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Budget report gives healthcare bill a boost

News that the overhaul would cut the deficit by $138 billion over the next decade wins more Democratic support. Leaders unveil their final version of the bill, and Obama again delays his trip to Asia.

March 19, 2010|By Noam N. Levey and Janet Hook

Reporting from Washington — Buoyed by estimates that their healthcare overhaul would cut the deficit by $138 billion over the next decade, congressional Democrats unveiled their final blueprint Thursday to extend insurance coverage to an additional 32 million Americans, setting the stage for a dramatic House vote Sunday.

House approval of the package, which will include the healthcare bill passed by the Senate last year along with a series of changes sought by House Democrats, would allow the president to sign the Senate bill soon after the House vote.

"This is history, and this is progress," House Speaker Nancy Pelosi (D-San Francisco) said, referring to the cost and savings estimates for the bill that were released Thursday by the nonpartisan Congressional Budget Office. For weeks, the CBO has been evaluating the evolving versions of the overhaul legislation.

"We told [our members] we would stick with this bill until we had the savings that were necessary. And it took some time. But we are very pleased," Pelosi said.

The Senate could complete action on the total package by the end of next week by using the so-called budget reconciliation process to approve changes sought by House Democrats, bringing to a close one of the most intense legislative battles in decades.

Underscoring the urgency, the White House announced Thursday that President Obama would postpone until June a planned trip to Asia that was to have started Sunday.

Budget analysts estimated that the coverage expansion will cost $940 billion over the next decade.

But because the spending is offset with a series of new taxes and cuts in federal Medicare expenses over the next decade, the CBO concluded that the legislation will actually reduce the deficit. The budget analysts estimated that deficit reduction could be even higher over the next two decades, hitting as much as $1.3 trillion by 2029.

Obama highlighted those numbers while speaking at the White House on Thursday, saying the healthcare bill represented "the most significant effort to reduce deficits" since the 1990s.

Republican lawmakers -- who say the legislation is too expensive and the Democratic push to pass it is too rushed -- repeated their pledge Thursday to work to block votes in both the House and Senate.

"It's pretty clear that Democrat leaders here in Congress and the president aren't listening to the American people," said House Minority Leader John A. Boehner (R-Ohio).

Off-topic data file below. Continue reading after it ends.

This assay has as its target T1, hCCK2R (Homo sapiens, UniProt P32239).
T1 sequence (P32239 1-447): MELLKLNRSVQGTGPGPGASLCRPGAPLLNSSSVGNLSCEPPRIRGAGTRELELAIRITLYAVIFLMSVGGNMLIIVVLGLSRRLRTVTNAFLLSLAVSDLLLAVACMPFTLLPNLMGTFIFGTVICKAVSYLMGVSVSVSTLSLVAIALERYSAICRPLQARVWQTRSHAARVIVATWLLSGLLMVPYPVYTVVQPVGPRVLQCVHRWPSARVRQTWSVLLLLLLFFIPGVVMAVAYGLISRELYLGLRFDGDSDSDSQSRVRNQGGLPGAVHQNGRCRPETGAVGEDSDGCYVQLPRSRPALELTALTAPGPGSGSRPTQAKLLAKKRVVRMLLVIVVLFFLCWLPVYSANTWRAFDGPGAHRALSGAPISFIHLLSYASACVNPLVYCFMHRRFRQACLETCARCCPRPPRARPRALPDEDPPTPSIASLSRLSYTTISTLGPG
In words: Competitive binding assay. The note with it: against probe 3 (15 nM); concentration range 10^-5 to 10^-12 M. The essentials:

Boehner and other GOP leaders have focused their criticism in recent days on Democratic plans to use a parliamentary maneuver in the House that would allow House Democrats to pass the Senate bill with a procedural vote on the reconciliation package, avoiding a roll call.

A coalition of business groups, led by the U.S. Chamber of Commerce, on Thursday announced a new ad campaign urging Democrats to stop the healthcare push. Many business leaders have criticized the legislation for doing too little to contain costs while placing new mandates on employers.

In the Senate, Republicans plan to try to force changes to the reconciliation package. If they succeed, the House would have to take yet another healthcare vote, possibly after Easter.

Democratic officials believe that can be avoided. And with legislation that is estimated to boost coverage without adding to the deficit, Democrats are growing increasingly confident that they will be able to secure their final votes by Sunday.

Privately, the president kept up his effort to persuade wavering House Democrats to rally behind the healthcare package, meeting and talking with several rank-and-file lawmakers at the White House.

Party leaders are closing in on the 216 votes they will need Sunday and appeared to pick up more support from conservative Democrats on Thursday, thanks to the CBO cost estimates.

Reps. Betsy Markey (D-Colo.) and Bart Gordon (D-Tenn.) announced they would back the bill. Both voted against the more costly House healthcare legislation last year.

Rep. Baron P. Hill (D-Ind.), who has expressed skepticism about the healthcare legislation, said Thursday that he was moving closer to supporting the bill. "I'm pretty happy about the numbers," Hill said.

And fellow Democratic Indiana Rep. Brad Ellsworth, who has been concerned that the Senate bill places too few restrictions on federal funding for abortion, said, "It's not a perfect bill, but there are great things in the bill."

A host of leading medical groups, consumer advocates and labor unions rallied behind the legislative package.

"It is no exaggeration to say that this is the last opportunity in our generation to bring about durable reform," Federation of American Hospitals President Charles N. Kahn III wrote to lawmakers. Seventeen years ago, Kahn, a former GOP staffer, helped lead opposition to the health overhaul sought by then-President Clinton.

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